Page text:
It contained what to me is a rare combination of qualities: an invitation to empathetic connection that struck very deep, and a joyful visual beauty. The kind of beauty that makes your heart feel lighter in your chest.

This piece of art crops up in my mind sometimes still, a small thing sending big ripples though my thoughts. And one that holds extra wonder because I came across it unexpectedly.

So I’m sharing this now, while you might have the chance to see it too!

Continue reading at our new home…

November Update: a new home!

November Update: a new home!

So, it’s been a while. A few reasons for this, but the most exciting one is, drumroll please…

Salt With Your Coffee has a new home! You can now find us at!

As with any new home, the decor isn’t quite how I want it yet, and I haven’t quite figured out where everything lives. But the main thing is there’s plenty of room, and plenty of flexibility to make the changes I’ve got planned over time. I hope you don’t mind sitting on boxes at the house warming party. I’m attempting to hold myself to the mantra that done is better than perfect.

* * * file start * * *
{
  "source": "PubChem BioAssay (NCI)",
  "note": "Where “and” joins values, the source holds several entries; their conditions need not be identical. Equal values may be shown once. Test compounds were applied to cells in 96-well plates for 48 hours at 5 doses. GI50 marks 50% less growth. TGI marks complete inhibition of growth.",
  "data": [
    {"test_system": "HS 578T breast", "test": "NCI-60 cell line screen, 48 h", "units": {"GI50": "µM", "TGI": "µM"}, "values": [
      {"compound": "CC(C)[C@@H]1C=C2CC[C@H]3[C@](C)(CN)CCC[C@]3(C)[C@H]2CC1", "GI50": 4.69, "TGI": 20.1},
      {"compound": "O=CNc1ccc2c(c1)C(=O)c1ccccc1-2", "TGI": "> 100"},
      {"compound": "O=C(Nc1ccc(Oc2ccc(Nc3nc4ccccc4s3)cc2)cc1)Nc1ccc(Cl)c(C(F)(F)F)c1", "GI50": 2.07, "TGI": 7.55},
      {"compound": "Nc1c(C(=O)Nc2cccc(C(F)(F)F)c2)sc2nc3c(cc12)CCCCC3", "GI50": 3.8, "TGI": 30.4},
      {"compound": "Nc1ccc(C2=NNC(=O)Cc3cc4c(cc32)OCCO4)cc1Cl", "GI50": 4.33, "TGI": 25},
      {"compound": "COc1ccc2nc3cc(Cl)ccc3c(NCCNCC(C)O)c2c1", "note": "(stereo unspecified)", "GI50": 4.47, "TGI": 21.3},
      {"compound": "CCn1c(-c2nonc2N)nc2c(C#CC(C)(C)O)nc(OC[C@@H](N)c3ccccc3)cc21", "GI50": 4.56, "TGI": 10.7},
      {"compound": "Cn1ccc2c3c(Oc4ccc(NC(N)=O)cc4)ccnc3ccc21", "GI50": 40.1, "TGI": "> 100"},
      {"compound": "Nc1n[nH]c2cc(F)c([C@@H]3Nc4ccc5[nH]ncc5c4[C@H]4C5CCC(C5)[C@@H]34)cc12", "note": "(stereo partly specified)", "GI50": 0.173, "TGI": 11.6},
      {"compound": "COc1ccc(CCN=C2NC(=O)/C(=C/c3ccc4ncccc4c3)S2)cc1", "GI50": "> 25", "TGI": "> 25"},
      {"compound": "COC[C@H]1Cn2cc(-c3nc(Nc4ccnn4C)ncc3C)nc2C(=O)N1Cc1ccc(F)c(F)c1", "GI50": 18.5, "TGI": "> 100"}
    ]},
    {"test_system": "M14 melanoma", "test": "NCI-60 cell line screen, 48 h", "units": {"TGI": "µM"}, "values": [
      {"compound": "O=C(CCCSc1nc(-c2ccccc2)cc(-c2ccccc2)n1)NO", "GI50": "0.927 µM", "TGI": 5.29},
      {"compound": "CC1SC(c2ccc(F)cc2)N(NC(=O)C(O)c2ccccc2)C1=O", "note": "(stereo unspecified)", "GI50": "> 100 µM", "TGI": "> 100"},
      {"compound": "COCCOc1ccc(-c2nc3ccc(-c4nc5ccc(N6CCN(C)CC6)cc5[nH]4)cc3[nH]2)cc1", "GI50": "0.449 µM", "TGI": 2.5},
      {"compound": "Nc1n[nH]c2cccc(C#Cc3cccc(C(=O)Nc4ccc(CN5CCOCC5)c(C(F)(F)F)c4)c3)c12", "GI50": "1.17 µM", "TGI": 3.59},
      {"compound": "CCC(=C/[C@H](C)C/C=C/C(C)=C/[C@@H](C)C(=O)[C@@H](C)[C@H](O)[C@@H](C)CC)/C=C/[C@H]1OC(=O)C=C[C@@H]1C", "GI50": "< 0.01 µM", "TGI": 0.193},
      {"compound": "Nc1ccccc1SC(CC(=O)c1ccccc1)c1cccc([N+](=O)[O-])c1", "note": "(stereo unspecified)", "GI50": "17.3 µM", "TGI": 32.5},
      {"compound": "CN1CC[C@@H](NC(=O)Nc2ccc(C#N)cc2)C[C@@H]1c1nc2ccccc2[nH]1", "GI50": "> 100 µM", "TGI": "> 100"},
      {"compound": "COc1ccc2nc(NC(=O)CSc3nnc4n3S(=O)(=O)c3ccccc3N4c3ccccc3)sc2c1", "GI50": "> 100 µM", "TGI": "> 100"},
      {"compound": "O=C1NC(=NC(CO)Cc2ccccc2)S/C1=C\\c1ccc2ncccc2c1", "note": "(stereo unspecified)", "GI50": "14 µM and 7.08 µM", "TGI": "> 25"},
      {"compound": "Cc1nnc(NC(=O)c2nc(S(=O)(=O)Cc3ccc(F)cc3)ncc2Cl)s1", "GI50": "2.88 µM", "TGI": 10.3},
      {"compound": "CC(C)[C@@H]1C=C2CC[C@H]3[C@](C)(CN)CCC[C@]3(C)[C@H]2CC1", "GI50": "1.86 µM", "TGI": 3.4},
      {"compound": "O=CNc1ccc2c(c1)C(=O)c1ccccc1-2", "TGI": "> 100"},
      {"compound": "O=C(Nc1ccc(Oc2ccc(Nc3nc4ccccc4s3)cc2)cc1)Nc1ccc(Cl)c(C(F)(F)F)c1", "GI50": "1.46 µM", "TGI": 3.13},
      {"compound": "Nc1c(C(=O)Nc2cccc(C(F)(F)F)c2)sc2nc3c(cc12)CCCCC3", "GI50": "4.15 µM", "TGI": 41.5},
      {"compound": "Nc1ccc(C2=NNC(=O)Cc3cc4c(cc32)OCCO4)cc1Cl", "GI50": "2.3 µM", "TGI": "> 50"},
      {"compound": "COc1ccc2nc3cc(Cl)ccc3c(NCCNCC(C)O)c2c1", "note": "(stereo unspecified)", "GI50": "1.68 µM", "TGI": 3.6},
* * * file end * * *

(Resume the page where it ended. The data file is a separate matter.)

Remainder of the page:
Before I get on to what else we’ve been up to recently, a tiny bit of admin on following the blog now it’s been rehoused.

  1. If you follow the blog by email you should have got an email telling you about this post.  If that didn’t happen we’d be very grateful if you could let us know!
  2. If you follow using Facebook then nothing’s changed, you’ll still be able to see new posts on our page.
  3. If you follow with your WordPress account then you’ll still see new posts in your reader, but if you want to get email notifications then you’ll need to sign up for emails manually on the new site.  Sorry about that!

Phew! Moving on…